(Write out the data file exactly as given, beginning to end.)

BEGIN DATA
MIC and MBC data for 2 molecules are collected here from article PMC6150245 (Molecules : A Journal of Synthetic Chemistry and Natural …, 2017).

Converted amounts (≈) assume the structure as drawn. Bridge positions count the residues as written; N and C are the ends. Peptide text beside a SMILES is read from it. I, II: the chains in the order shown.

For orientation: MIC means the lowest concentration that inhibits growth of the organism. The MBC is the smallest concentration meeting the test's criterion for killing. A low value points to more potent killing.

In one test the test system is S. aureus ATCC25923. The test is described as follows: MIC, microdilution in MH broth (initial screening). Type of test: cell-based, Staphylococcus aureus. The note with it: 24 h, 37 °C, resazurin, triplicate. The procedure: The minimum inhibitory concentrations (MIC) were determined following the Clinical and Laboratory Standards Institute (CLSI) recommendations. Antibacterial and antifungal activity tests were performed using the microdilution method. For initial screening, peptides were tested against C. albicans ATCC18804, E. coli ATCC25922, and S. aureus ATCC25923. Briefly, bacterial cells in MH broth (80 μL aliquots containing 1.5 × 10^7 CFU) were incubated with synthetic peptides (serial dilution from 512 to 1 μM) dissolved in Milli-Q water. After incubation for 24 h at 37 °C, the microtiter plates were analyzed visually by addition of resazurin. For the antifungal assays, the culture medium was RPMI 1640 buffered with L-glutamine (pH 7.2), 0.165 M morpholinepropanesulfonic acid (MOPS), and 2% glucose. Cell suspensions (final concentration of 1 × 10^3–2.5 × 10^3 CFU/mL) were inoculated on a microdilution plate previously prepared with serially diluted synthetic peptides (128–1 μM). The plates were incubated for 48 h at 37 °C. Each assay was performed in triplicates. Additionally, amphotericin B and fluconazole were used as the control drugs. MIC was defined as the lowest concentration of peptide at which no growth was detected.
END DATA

MIC and MBC data for 2 molecules are collected here from article PMC6150245 (Molecules : A Journal of Synthetic Chemistry and Natural …, 2017).

Converted amounts (≈) assume the structure as drawn. Bridge positions count the residues as written; N and C are the ends. Peptide text beside a SMILES is read from it. I, II: the chains in the order shown.

For orientation: MIC means the lowest concentration that inhibits growth of the organism. The MBC is the smallest concentration meeting the test's criterion for killing. A low value points to more potent killing.

In one test the test system is S. aureus ATCC25923. The test is described as follows: MIC, microdilution in MH broth (initial screening). Type of test: cell-based, Staphylococcus aureus. The note with it: 24 h, 37 °C, resazurin, triplicate. The procedure: The minimum inhibitory concentrations (MIC) were determined following the Clinical and Laboratory Standards Institute (CLSI) recommendations. Antibacterial and antifungal activity tests were performed using the microdilution method. For initial screening, peptides were tested against C. albicans ATCC18804, E. coli ATCC25922, and S. aureus ATCC25923. Briefly, bacterial cells in MH broth (80 μL aliquots containing 1.5 × 10^7 CFU) were incubated with synthetic peptides (serial dilution from 512 to 1 μM) dissolved in Milli-Q water. After incubation for 24 h at 37 °C, the microtiter plates were analyzed visually by addition of resazurin. For the antifungal assays, the culture medium was RPMI 1640 buffered with L-glutamine (pH 7.2), 0.165 M morpholinepropanesulfonic acid (MOPS), and 2% glucose. Cell suspensions (final concentration of 1 × 10^3–2.5 × 10^3 CFU/mL) were inoculated on a microdilution plate previously prepared with serially diluted synthetic peptides (128–1 μM). The plates were incubated for 48 h at 37 °C. Each assay was performed in triplicates. Additionally, amphotericin B and fluconazole were used as the control drugs. MIC was defined as the lowest concentration of peptide at which no growth was detected.